What are we responsible for as parents? And what should we—and our kids—consider to be privileges? And why have the two become so confused?
It does seem like somewhere along the way, kids have gotten more entitled in their thinking. It’s not enough just to have the basics, they say they need it all. Now! Fast!
In many ways, it’s not their fault—it’s just what they see their friends doing, and they’re trying to fit in. They don’t know the truth unless we teach them, after all. I think part of the problem is that “needs” and “wants” have gotten confused. Here’s my take on kids’ rights versus privileges:
We are responsible for the basics, like food and shelter, clothes to wear, sending our kids to school, and raising them in as healthy a way as we can. I think love and affection are the biggest part of the equation.
My great aunt Millie (they don’t make names like that anymore!) grew up poor in Chicago. Her father died young, and her mother washed clothes for people to pay the bills. She told me that she and her seven siblings ate porridge from a big wooden platter every night “with one pat of butter in the middle.”
I was very young, so this story made a big impression on me. I would have felt sad to hear her story, but she always told me about it with a big smile on her face. Seeing my confusion, she’d say, “We never knew we were poor, though, because we had so much fun together and because my mother was such a loving person.”
Tales from her childhood taught me at a young age that love goes a long way in nourishing our kids’ hearts and minds. It’s not the only thing, but it’s the most important thing we can do for them.
Kids don’t “need” extras like video games, brand name clothing, and the latest gym shoes. Providing them with these kinds of things is a “treat” for our kids, and not a given.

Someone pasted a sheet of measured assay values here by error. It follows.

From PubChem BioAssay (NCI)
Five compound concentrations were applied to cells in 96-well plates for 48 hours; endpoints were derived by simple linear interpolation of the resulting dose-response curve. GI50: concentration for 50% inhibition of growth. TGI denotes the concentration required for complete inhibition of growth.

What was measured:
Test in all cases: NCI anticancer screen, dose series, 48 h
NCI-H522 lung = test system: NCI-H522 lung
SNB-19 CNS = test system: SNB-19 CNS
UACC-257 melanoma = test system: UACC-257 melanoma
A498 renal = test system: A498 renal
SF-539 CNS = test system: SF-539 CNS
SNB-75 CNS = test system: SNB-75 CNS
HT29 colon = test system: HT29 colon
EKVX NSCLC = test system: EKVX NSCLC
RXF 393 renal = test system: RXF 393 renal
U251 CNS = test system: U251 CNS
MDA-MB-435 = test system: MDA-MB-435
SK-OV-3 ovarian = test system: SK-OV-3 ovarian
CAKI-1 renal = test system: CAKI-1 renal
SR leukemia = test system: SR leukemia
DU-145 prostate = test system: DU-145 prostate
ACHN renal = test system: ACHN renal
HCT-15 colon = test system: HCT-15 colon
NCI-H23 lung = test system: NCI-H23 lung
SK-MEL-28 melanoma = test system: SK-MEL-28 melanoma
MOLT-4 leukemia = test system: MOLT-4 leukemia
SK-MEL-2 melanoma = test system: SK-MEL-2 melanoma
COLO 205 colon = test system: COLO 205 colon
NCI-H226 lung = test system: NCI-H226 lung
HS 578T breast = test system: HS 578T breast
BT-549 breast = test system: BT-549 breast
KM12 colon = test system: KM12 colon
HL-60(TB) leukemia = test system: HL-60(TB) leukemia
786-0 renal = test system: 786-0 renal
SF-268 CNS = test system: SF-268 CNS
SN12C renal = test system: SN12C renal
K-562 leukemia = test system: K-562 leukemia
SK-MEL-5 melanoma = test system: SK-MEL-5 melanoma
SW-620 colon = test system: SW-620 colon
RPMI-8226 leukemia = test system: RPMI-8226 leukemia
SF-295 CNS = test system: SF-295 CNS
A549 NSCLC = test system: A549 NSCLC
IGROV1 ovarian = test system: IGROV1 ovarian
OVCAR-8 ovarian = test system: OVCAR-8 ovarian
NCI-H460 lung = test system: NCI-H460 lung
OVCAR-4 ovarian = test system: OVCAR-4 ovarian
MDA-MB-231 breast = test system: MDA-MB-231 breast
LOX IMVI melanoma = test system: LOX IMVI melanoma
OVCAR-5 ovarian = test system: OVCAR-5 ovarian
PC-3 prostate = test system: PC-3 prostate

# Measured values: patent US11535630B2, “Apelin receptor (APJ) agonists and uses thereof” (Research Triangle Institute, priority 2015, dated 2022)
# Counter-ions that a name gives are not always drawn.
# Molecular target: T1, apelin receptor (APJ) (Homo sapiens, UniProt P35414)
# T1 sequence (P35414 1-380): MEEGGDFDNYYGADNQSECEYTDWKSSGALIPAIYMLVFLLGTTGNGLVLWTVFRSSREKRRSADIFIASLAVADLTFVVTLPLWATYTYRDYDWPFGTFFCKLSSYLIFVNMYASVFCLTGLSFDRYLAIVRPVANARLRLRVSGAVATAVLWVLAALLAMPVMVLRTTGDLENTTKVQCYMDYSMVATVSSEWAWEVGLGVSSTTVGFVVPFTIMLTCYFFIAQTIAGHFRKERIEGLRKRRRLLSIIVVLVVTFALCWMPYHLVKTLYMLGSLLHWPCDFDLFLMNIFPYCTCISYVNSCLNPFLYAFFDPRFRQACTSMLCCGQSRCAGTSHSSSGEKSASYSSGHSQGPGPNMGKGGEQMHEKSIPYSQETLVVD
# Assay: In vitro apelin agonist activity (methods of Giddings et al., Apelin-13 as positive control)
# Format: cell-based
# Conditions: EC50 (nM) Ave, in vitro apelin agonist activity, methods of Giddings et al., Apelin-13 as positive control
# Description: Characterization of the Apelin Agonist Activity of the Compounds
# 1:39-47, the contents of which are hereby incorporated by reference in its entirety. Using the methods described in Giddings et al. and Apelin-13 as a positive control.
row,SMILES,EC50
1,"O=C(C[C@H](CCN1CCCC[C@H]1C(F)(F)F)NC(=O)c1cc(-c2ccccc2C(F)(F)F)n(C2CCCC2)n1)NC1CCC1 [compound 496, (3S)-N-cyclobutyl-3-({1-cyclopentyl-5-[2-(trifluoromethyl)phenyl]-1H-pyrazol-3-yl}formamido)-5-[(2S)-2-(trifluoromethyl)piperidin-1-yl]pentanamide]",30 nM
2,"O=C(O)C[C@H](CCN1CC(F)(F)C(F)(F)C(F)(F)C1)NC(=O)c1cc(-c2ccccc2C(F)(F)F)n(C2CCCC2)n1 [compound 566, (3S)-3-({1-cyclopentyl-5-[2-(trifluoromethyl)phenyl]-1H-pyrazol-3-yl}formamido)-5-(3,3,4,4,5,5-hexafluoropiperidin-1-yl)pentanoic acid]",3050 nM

And by the way, in my mind, sending my child to college is something I’d like to do. I consider this a privilege, and not a right my son has. Of course, we want to help him as much as we can. But whatever we give him toward college someday is a gift we’re giving him, in my opinion.
Some of this thinking probably stems from the fact that my husband and I put ourselves through college, with a little help from our parents. And believe me, I was grateful for that help!
Kids deserve guidance from their parents. Trying to be a good teacher and guide for our children is part of being a parent. Talking about choices and letting our kids face natural consequences all fall under this umbrella. Teaching them how to solve problems more effectively does, too.
Kids also deserve a parent who keeps trying their best, even if they don’t always get it right. (Like yours truly!)
Kids deserve a parent, not a friend. Setting limits on our kids’ behavior is a responsibility every parent holds in his or her hands. When you get right down to it, we say no and set limits because we love our children.
We’re not our kids’ friends, we’re their parents — and that’s what they most want us to be when you come right down to it.
Kids deserve good memories. I don’t know about you, but I want my kid to look back and remember some good times he had growing up. I think we are responsible to provide our kids with some space to dream, have fun, and enjoy each other.
Otherwise, what’s life all about? Some of my best memories from childhood are very simple — going swimming at the lake, going on walks with my family after dinner, playing cards with my mom at night, having sleepovers with my best friend. These memories have sustained me and cheered me my whole life.
We all know that it’s the little things that matter and that you remember most.
A final thought: one of my rules of thumb for my responsibilities as a parent comes from James and Janet Lehman, creators of The Total Transformation® child behavior program. James and Janet Lehman say this to parents:
“Instead of being worried about whether you’re a ‘good parent,’ I tell people that it’s more important to try and be a ‘good enough parent.’ Good enough parents provide for their children and try their best to keep their kids safe. They’re trying to raise their children the best they can, and they deserve credit for that.”
Elisabeth Wilkins was the editor of Empowering Parents and the mother of an 10-year-old son. Her work has appeared in national and international publications, including Mothering, Motherhood (Singapore), Hausfrau, The Bad Mother Chronicles, and The Japan Times. Elisabeth holds a Masters in Fine Arts in Creative Writing from the University of Southern Maine.